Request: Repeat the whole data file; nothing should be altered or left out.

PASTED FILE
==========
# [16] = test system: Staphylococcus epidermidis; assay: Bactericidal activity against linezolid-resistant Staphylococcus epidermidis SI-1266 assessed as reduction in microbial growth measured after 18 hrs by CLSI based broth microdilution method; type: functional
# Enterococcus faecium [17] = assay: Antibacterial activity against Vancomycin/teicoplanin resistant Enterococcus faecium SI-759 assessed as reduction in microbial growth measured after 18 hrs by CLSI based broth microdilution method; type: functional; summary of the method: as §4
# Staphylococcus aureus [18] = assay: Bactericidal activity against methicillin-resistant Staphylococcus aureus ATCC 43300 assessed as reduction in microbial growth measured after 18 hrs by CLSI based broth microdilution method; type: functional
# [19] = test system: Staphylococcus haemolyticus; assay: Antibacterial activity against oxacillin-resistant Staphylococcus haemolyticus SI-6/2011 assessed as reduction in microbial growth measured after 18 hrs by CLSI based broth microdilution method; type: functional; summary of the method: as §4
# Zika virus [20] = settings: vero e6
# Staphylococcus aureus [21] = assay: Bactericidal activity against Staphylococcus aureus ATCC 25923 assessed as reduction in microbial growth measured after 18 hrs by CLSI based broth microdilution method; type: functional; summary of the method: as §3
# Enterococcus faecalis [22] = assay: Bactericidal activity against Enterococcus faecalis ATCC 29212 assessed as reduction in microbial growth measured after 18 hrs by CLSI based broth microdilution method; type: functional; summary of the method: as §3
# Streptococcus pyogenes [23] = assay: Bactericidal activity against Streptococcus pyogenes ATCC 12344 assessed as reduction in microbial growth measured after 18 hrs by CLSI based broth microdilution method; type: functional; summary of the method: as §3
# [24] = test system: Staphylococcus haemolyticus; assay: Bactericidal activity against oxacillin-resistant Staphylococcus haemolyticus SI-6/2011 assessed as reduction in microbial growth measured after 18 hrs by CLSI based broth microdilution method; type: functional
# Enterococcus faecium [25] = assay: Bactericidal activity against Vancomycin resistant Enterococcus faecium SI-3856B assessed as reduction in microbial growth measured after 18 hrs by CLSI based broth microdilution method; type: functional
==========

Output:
# [16] = test system: Staphylococcus epidermidis; assay: Bactericidal activity against linezolid-resistant Staphylococcus epidermidis SI-1266 assessed as reduction in microbial growth measured after 18 hrs by CLSI based broth microdilution method; type: functional
# Enterococcus faecium [17] = assay: Antibacterial activity against Vancomycin/teicoplanin resistant Enterococcus faecium SI-759 assessed as reduction in microbial growth measured after 18 hrs by CLSI based broth microdilution method; type: functional; summary of the method: as §4
# Staphylococcus aureus [18] = assay: Bactericidal activity against methicillin-resistant Staphylococcus aureus ATCC 43300 assessed as reduction in microbial growth measured after 18 hrs by CLSI based broth microdilution method; type: functional
# [19] = test system: Staphylococcus haemolyticus; assay: Antibacterial activity against oxacillin-resistant Staphylococcus haemolyticus SI-6/2011 assessed as reduction in microbial growth measured after 18 hrs by CLSI based broth microdilution method; type: functional; summary of the method: as §4
# Zika virus [20] = settings: vero e6
# Staphylococcus aureus [21] = assay: Bactericidal activity against Staphylococcus aureus ATCC 25923 assessed as reduction in microbial growth measured after 18 hrs by CLSI based broth microdilution method; type: functional; summary of the method: as §3
# Enterococcus faecalis [22] = assay: Bactericidal activity against Enterococcus faecalis ATCC 29212 assessed as reduction in microbial growth measured after 18 hrs by CLSI based broth microdilution method; type: functional; summary of the method: as §3
# Streptococcus pyogenes [23] = assay: Bactericidal activity against Streptococcus pyogenes ATCC 12344 assessed as reduction in microbial growth measured after 18 hrs by CLSI based broth microdilution method; type: functional; summary of the method: as §3
# [24] = test system: Staphylococcus haemolyticus; assay: Bactericidal activity against oxacillin-resistant Staphylococcus haemolyticus SI-6/2011 assessed as reduction in microbial growth measured after 18 hrs by CLSI based broth microdilution method; type: functional
# Enterococcus faecium [25] = assay: Bactericidal activity against Vancomycin resistant Enterococcus faecium SI-3856B assessed as reduction in microbial growth measured after 18 hrs by CLSI based broth microdilution method; type: functional